So the battle over gay rights in this country is heating up again. I'm not even talking about California's Prop 8 right now. I'm talking about e-Harmony, the website matchmaking service. E-Harmony had resisted (a polite way of saying refused) offering services for same sex couples. However, after a lawsuit was filed, the group agreed to settle and provide gay matches for those that want them.
Showing the kind of level-headed open mindedness that has always marked her writing career, Michelle Malkin immediately branded the move the work of "tolerance bullies" for ensuring that "homosexuals will no longer be denied the inalienable 'right' to hook up with same-sex partners on eHarmony." While I find Malkin to be odious, I couldn't help but wonder about the points she raised. After all, e-Harmony is a private company operating within the bounds of the law. Malkin writes that this move is akin to ordering a vegetarian restaurant to serve steaks. It requires them to provide a service that they simply don't provide as a matter of business. This is compelling to an extent.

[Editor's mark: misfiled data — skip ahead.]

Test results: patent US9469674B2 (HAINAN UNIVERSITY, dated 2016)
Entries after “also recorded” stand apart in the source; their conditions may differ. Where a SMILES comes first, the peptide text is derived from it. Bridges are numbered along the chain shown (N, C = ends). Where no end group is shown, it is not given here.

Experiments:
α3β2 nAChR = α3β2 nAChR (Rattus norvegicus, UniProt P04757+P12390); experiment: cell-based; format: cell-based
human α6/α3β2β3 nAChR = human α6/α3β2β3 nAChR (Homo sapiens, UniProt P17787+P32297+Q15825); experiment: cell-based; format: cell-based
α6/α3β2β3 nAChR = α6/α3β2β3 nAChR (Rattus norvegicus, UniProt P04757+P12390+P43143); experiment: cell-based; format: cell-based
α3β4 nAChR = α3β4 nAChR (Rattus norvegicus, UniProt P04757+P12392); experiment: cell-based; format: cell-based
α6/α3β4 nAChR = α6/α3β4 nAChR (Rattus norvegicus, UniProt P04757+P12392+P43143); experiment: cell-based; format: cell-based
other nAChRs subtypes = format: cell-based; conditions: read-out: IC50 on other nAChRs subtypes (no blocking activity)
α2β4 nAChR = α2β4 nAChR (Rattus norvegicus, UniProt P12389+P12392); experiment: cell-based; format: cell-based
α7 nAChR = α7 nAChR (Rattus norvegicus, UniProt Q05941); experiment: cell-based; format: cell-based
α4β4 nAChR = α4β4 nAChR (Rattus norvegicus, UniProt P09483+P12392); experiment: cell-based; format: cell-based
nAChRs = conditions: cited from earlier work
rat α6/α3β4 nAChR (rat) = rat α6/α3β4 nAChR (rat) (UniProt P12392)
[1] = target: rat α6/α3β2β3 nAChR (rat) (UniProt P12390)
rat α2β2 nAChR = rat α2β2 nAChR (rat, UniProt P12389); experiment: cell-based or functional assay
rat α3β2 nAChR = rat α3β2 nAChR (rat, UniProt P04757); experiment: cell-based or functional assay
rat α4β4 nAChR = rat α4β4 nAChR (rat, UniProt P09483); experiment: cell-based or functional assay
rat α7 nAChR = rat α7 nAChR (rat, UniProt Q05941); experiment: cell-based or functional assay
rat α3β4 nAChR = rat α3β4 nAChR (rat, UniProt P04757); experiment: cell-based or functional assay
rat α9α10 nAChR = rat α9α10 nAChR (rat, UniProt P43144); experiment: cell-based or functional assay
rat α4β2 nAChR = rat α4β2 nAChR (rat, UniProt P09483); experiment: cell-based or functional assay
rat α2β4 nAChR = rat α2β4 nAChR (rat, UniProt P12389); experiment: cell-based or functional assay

What tipped the scales for me, though, was to replace the operative word "homosexual" with "black." If e-Harmony refused to offer services for blacks (or whites or any other race) would it still even be debateable?
I don't think it would be. Long ago we, as a society, decided that even private businesses weren't allowed to discriminate based on race. That's why you don't see segregated lunch counters anymore. This isn't just some PC argument either. This is a fundamental issue of fairness and how we treat people in this country. If we wouldn't (and shouldn't) allow it based on race, then we shouldn't do it for sexual orientation either. It's just a question of fairness.